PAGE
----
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Climate, pCO2 and terrestrial carbon cycle linkages during late Palaeozoic glacial-interglacial cycles

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dc.contributor.author Montañez, Isabel P. en
dc.contributor.author McElwain, Jennifer C. en
dc.contributor.author Poulsen, Christopher J. en
dc.contributor.author White, Joseph D. en
dc.contributor.author DiMichele, William A. en
dc.contributor.author Wilson, Jonathan P. en
dc.contributor.author Griggs, Galen en
dc.contributor.author Hren, Michael T. en
dc.date.accessioned 2017-03-08T23:09:55Z
dc.date.available 2017-03-08T23:09:55Z
dc.date.issued 2016
dc.identifier.citation Montañez, Isabel P., McElwain, Jennifer C., Poulsen, Christopher J., White, Joseph D., DiMichele, William A., Wilson, Jonathan P., Griggs, Galen, and Hren, Michael T. 2016. "<a href="https://repository.si.edu/handle/10088/31808">Climate, pCO2 and terrestrial carbon cycle linkages during late Palaeozoic glacial-interglacial cycles</a>." <em>Nature Geoscience</em>. 9 (11):824&ndash;828. <a href="https://doi.org/10.1038/ngeo2822">https://doi.org/10.1038/ngeo2822</a> en
dc.identifier.issn 1752-0894
dc.identifier.uri https://hdl.handle.net/10088/31808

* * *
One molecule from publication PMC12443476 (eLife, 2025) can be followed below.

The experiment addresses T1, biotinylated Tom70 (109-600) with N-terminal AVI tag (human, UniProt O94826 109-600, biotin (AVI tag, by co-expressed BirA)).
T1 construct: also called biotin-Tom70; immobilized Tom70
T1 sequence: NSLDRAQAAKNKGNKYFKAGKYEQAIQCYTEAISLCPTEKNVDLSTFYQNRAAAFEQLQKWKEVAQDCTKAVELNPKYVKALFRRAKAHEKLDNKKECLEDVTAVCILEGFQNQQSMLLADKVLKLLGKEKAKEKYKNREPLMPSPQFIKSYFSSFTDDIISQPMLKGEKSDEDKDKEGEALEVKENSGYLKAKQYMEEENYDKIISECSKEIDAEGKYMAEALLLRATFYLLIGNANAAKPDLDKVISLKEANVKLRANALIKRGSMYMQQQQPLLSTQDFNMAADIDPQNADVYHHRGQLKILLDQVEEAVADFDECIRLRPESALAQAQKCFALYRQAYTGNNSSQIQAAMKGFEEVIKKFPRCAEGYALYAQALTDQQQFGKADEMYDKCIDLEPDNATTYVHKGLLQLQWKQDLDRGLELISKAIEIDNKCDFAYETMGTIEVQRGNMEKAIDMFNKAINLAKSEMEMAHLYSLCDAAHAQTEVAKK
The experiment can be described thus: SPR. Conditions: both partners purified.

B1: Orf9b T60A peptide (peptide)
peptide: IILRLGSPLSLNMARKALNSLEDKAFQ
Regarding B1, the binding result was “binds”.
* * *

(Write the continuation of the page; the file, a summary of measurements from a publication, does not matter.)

dc.description.abstract Earth's last icehouse, 300 million years ago, is considered the longest-lived and most acute of the past half-billion years, characterized by expansive continental ice sheets and possibly tropical low-elevation glaciation. This atypical climate has long been attributed to anomalous radiative forcing promoted by a 3% lower incident solar luminosity and sustained low atmospheric pCO2 (<=300 ppm). Climate models, however, indicate a CO2 sensitivity of ice-sheet distribution and sea-level response that questions this long-standing climate paradigm by revealing major discrepancy between hypothesized ice distribution, pCO2, and geologic records of glacioeustasy. Here we present a high-resolution record of atmospheric pCO2 for 16 million years of the late Palaeozoic, developed using soil carbonate-based and fossil leaf-based proxies, that resolves the climate conundrum. Palaeo-fluctuations on the 105-yr scale occur within the CO2 range predicted for anthropogenic change and co-vary with substantial change in sea level and ice volume. We further document coincidence between pCO2 changes and repeated restructuring of Euramerican tropical forests that, in conjunction with modelled vegetation shifts, indicate a more dynamic carbon sequestration history than previously considered and a major role for terrestrial vegetation-CO2 feedbacks in driving eccentricity-scale climate cycles of the late Palaeozoic icehouse. en
dc.relation.ispartof Nature Geoscience en
dc.title Climate, pCO2 and terrestrial carbon cycle linkages during late Palaeozoic glacial-interglacial cycles en
dc.type Journal Article en
dc.identifier.srbnumber 141173
dc.identifier.doi 10.1038/ngeo2822
rft.jtitle Nature Geoscience
rft.volume 9
rft.issue 11
rft.spage 824
rft.epage 828
dc.description.SIUnit NH-Paleobiology en
dc.description.SIUnit NMNH en
dc.citation.spage 824
dc.citation.epage 828


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